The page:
Summer Reading Roundup

Greetings, readers and writers! It’s been a while since my last posted review, and I am woefully behind simply on tracking my reading, let alone writing reviews of anything. Lots of travel this year has really hampered my remaining time and energy, and of course there’s work, and family commitments, and mental health, and all of the miscellaneous life stuff that creeps in through the cracks like pesky roaches that take up residence in your unused garage drainpipe and leave poop on your garage shelves (OH DID THAT HAPPEN? YES IT DID!).

ANYWAY. I did want to at least mention a few highlights of my reading list from spring and early summer, because this year is zooming by. Soon enough it’ll be fall—my favorite season—and things will be ramping up with school starting and Cybils getting underway. So, without further delay, What I Read On My Summer (and Late Spring) Vacation.

First, and most egregiously overdue, is The Deepest Blue by Sarah Beth Durst, the most recent novel tied to her Queens of Renthia series. Not strictly YA, this series (and its companion books) make excellent crossover books for teens who read a lot of fantasy. I would have loved them growing up, and I love them now! I received my review copy of this courtesy of the author, far too many months ago now to be anything but embarrassing, and I sincerely apologize for that.

This book, a companion to the main series, takes place on the Islands of Belene, where the would-be Queen must survive the deadly Island of Testing to become heir—or live in silent exile if she fails or refuses the call. Mayara, an oyster diver, is happy with her life and keeps her power over the ferocious nature spirits hidden, until she is forced to use them to save her village from a storm. Her powers now revealed, her fate is sealed: she’s taken to be tested. While this one has some of the Hunger-Games-like excitement of a testing situation, there’s so much more to the story—and, as often happens with Durst’s books, the ultimate resolution challenges the idea that gaining power means losing yourself. Fans of the other Queens of Renthia books won’t want to miss this one.


Yeah, so earlier this summer I accidentally read an Alien tie-in novel. How did I “accidentally” read it, you ask? Well, it was simple. I failed to notice the punctuation in the title of Alien: Echo, but at the same time I did notice it was written by Mira Grant (aka Seanan McGuire), and had a rather exciting plot with sci-fi exploration, action, and an imaginative new world. As I began reading this tale—in which Olivia and her sickly twin sister Viola settle in on an alien world with their xenobiologist parents—I peered more closely at the descriptions of the frightening alien creatures and thought, “gee, this sure owes a lot to the Aliens franchise.” Massive Attentiveness Fail! What a dork. In any case, it was a fast-paced, entertaining read, and anyone who enjoys a good space adventure might want to give it a try.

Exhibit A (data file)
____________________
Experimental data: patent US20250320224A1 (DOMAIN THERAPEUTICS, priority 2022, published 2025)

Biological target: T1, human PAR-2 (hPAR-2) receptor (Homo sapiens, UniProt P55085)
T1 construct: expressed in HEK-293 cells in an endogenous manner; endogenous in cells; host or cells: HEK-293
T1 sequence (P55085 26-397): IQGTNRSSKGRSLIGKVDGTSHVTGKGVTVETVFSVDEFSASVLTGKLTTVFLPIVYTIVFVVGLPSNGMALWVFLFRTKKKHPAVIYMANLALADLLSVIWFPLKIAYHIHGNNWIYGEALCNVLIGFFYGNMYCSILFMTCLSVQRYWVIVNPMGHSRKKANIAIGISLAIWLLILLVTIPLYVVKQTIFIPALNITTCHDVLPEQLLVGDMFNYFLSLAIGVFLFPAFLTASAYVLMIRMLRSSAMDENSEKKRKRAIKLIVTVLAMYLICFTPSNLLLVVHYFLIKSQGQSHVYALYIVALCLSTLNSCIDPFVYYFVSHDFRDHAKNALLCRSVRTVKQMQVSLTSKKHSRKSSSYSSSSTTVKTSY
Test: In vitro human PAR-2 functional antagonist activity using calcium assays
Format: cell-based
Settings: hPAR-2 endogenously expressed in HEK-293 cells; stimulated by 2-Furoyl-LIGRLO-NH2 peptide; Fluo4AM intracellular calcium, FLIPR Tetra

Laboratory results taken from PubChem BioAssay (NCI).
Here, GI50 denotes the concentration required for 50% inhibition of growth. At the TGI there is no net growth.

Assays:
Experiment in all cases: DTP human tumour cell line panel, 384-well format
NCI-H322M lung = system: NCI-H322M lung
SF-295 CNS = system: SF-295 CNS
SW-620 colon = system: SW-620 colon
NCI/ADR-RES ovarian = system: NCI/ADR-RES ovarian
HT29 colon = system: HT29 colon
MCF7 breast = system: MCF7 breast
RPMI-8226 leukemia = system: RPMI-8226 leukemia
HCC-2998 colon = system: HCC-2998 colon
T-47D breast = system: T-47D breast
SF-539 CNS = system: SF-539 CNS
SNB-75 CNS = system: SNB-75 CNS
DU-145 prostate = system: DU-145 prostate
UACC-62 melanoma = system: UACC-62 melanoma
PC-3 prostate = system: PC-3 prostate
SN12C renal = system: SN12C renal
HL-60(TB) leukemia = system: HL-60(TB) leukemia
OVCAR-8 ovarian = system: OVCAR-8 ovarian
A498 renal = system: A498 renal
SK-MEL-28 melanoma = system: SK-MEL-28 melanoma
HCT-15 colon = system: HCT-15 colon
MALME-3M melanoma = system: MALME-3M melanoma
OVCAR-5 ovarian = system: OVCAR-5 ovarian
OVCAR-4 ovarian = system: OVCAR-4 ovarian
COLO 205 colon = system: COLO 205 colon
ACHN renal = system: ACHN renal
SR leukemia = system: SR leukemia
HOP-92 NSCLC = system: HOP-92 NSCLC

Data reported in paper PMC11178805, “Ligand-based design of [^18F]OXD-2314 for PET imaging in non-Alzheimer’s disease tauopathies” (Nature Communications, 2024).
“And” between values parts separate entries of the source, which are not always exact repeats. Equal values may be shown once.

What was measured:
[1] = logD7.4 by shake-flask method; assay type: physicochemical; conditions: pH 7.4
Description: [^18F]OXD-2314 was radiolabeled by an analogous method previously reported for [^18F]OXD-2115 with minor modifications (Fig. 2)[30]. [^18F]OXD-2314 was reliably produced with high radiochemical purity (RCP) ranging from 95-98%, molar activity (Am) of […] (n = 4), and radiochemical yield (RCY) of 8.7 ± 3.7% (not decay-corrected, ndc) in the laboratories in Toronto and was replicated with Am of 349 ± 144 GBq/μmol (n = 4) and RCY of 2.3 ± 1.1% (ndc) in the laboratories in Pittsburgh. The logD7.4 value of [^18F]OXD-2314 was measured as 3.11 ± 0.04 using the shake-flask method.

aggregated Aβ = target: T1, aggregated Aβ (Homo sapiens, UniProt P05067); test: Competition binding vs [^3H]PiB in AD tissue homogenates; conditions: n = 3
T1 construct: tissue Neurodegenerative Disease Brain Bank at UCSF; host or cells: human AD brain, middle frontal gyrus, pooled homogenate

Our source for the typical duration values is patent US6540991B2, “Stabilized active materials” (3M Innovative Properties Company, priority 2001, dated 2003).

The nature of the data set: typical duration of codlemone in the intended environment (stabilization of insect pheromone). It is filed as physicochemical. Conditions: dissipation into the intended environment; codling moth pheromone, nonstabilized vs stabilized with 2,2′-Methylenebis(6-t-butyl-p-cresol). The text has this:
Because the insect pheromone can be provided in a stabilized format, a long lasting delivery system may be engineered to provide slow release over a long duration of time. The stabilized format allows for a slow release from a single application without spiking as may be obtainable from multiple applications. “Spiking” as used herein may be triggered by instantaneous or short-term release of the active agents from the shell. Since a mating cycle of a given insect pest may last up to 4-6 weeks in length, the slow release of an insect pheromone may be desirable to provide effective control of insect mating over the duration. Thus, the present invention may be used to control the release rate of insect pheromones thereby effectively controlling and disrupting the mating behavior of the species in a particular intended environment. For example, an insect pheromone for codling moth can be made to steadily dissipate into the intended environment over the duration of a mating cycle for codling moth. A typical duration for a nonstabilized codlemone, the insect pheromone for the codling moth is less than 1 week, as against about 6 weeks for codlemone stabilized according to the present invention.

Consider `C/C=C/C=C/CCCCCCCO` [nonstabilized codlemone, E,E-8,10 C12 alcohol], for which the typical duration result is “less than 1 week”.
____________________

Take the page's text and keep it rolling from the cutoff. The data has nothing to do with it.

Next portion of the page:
I also went post-apocalyptic for a while, with a new series (The Last 8 by Laura Pohl), a new-to-me series (The Darkest Minds by Alexandra Bracken), and a new book in an existing series I like, Broken Lands, which is the latest Rot & Ruin book by Jonathan Maberry. While post-apocalyptic, each has a different fantastical focus: The Last 8 has aliens, The Darkest Minds has psychic powers, and Broken Lands, of course, has zombies. All were quick, fun reads, and took my mind off the actual ways in which we are all hurtling toward possible oblivion.

That’s it for this post—and it’s plenty. There will be more to come, to be sure. The only question is when…and it’s a very good question…

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Comments

  1. I couldn’t keep up with J.M’s zombies, but I know that was SUCH a good series – I just cared too much for the characters and was constantly worried they would die. It was anxiety-producing!! I’m like that with McGuire’s October Daye series, too. I love it, but I read it in a rush, hiding my eyes.

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